Here in full is the quote that I mentioned in class. The full version add some nuances that contribute usefully to the conversation:
"As a matter of course, every trading day, Yale estimates the value of each of the components of the endowment. When marketable securities asset classes (domestic equity, foreign developed equity, emerging market equity, and fixed income) deviate from target allocations, the university's investment office takes steps to restore allocations to target levels. In fiscal year 2003, Yale executed approximately $3.8 billion in rebalancing trades, roughly evenly split between purchases and sales. Net profit from rebalancing amounted to approximately $26 million, representing 1.6% return on the 1.6 billion equity portfolio."
David Swensen, Unconventional Success, p. 198.
The full quote helps us to understand the issue of cost in daily rebalancing. Using the most liquid instrument in these major asset classes, we don't need to worry about market impact costs, and plain vanilla trading cost might be only 5pb of the amount traded. Since the deviation from target on a daily basis would probably average out to be on the order of one percent per day, we have a ball park figure of 0.05bp/day or about 0.125 percent per year. Please do check my reasoning and arithmetic, but unless I have blundered, the aggregate trading cost is small.
I think I have sorted this out. There were useful hints in William Bernstein's piece with the formula for the rebalancing bonus, but the way I would explain things is to go via our favorite old formula, the one relating average returns and compound returns. I'll explain this in class, and perhaps I will write a little note for publication some place.
One of the amusing properties of the so-called "sample variance" is that it has arithmetical properties that help us understand a collection of numbers and the ways these numbers bounce around their average. We so often think of this quantity as an estimate of a variance of a population, that we can forget that the arithmetical object has uses that do not require a population --- and which certainly does not require independent sampling from a fixed population. Over the last 30 years I have used this "trick" observation several times to prove various amusing little facts.
In class I'll show how we can lean on this trick to get results that relate "past observed empirical correlation" to "past realized (or unrealized) bonuses to rebalancing." No Stinkin' model is required. The asset returns could be bizarrely dependent Cauchy, or made up every day by the Devil; the formulas will still be true.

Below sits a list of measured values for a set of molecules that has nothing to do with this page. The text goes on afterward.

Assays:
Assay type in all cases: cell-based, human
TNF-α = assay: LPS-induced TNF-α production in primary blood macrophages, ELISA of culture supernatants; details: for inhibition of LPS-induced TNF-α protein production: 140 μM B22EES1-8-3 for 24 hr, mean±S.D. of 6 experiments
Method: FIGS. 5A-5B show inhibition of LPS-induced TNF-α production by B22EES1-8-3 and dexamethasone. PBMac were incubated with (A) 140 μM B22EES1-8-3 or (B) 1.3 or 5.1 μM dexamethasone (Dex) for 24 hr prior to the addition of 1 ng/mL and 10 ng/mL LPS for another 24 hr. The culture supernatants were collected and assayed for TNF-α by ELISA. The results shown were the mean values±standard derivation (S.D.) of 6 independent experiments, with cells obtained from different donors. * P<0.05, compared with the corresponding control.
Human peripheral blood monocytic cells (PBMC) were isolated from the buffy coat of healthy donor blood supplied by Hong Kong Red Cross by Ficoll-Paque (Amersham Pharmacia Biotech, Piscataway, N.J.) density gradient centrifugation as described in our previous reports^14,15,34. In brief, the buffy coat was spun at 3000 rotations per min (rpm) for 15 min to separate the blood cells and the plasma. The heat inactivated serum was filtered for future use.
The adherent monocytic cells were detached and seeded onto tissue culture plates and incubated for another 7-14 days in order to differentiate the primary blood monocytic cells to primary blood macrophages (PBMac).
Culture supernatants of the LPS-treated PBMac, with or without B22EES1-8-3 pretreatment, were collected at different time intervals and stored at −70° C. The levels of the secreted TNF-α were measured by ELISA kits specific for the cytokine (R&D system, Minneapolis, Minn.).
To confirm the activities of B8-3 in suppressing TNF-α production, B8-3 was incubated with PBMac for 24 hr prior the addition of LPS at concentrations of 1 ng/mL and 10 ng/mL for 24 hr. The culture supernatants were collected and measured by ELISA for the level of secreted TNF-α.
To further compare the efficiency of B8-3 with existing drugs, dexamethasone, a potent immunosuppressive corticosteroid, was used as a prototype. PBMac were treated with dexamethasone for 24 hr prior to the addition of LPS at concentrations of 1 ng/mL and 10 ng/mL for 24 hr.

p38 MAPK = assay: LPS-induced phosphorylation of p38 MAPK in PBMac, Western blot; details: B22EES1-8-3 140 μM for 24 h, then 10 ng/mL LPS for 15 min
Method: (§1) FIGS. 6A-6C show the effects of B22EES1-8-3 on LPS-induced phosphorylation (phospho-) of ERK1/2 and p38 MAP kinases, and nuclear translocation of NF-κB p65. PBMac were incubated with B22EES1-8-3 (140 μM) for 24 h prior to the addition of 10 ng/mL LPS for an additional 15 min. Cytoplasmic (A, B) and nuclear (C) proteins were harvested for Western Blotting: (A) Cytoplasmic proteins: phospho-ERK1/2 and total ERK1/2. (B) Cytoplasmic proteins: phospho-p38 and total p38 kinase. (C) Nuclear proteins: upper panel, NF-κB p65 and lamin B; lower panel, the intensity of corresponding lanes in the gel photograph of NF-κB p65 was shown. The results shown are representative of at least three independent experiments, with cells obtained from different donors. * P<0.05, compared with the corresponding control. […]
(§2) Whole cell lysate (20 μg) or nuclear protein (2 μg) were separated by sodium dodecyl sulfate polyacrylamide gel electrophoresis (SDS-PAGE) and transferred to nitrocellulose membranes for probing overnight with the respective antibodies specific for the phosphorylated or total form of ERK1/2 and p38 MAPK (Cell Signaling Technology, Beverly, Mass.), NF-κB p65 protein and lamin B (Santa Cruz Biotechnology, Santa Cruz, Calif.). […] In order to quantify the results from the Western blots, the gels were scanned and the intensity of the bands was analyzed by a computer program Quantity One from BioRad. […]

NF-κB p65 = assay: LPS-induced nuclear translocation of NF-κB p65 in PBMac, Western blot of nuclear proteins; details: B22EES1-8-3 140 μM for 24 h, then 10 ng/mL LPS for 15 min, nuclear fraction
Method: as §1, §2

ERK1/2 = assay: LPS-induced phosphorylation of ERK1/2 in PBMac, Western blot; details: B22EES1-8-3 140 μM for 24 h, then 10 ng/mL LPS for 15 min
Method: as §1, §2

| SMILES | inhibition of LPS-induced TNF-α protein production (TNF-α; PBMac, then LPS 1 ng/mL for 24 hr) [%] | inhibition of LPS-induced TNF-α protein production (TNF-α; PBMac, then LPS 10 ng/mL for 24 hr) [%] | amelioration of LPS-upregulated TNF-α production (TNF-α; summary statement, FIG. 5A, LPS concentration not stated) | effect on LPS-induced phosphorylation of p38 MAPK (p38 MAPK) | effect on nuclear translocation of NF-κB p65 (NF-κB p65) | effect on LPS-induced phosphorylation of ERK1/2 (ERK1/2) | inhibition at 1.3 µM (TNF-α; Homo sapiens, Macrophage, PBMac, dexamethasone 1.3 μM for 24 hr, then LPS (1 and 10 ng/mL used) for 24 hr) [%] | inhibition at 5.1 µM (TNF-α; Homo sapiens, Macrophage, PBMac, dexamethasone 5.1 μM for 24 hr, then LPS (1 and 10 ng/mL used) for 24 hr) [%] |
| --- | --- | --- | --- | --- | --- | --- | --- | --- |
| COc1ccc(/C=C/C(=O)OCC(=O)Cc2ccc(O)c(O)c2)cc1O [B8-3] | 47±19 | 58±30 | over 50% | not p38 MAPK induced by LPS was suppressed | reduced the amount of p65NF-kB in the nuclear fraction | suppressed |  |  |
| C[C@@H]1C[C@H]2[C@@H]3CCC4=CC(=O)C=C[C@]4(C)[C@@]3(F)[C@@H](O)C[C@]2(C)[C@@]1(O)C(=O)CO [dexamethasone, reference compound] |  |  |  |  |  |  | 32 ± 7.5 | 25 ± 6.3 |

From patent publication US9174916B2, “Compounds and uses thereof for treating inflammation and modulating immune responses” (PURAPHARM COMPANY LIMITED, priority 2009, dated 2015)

I think it is. From the formulas we will see that what drives the bonus is the "empirical correlation." In a world of IID returns, these would not depend (much) on the "sampling period" but in a world of asset returns that have dependences that we only know about by their shadows, we know that the "empirical correlation" or "empirical variance" will indeed depend on the "sampling period." This helps us take a big and useful step toward the very practical question of "how often should I rebalance." We'll have to do some work to see if Swensen has the optimal plan. There is a chance that he doesn't, but it will take empirical work to decide.
William Bernstein did a second piece on rebalancing that seems to water down his 1996. It uses data to 2000 that of monthly, quarterly, yearly, and longer periods --- there was more return bonus to the LONGER periods. Here bernstein argues that this is in part from the small amount of momentum that exists over the short (less than four year) run and the presence of mean reversion at time intervals of length 4 or so years. This piece may be distorted by its ending period, which was exceptional by any measure.
In an a rich, interesting, and widely cited1996 piece Bernstein does find that there is about 1.5% juice to monthly rebalancing. He also gives an interesting formula that relates rebalancing value to the correlation.
Theory Project: Work through Bernstein's formula for the "Rebalancing Bonus" and carefully argue each step. If indeed it does hold water, then bring out your multivariate skills and find the formula for n-assets. Finally, explore the implications of your formula by plugging in market estimates for a variety of portfolios.
I'll keep adding links and further discussion. Check back in a week or so.
|Return||Standard Deviation||Sharpe Ratio|
|5 Percent Trigger||12.46%||10.28%||1.21|
My take on this? It's a pretty limited rebalancing effort, but a 20% imrovement in Sharpe ratio is not something to ignore.
We have been engaged here with a manager's rebalancing of a portfolio, quite likely a portfolio composed at least in part of index funds. Ironically there is another financial problem where the same words show up. In the Russell 2000 index there are periodic changes to the constituents of the index. One puzzle is whether these "rebalancing" changes yield a product that behaves better or worse than the unchanged collection. Cai and Hougue find that there are big-time bad consequences of Russell 2000 reconstitutions. This is very interesting, but it has nothing to do with our main topic.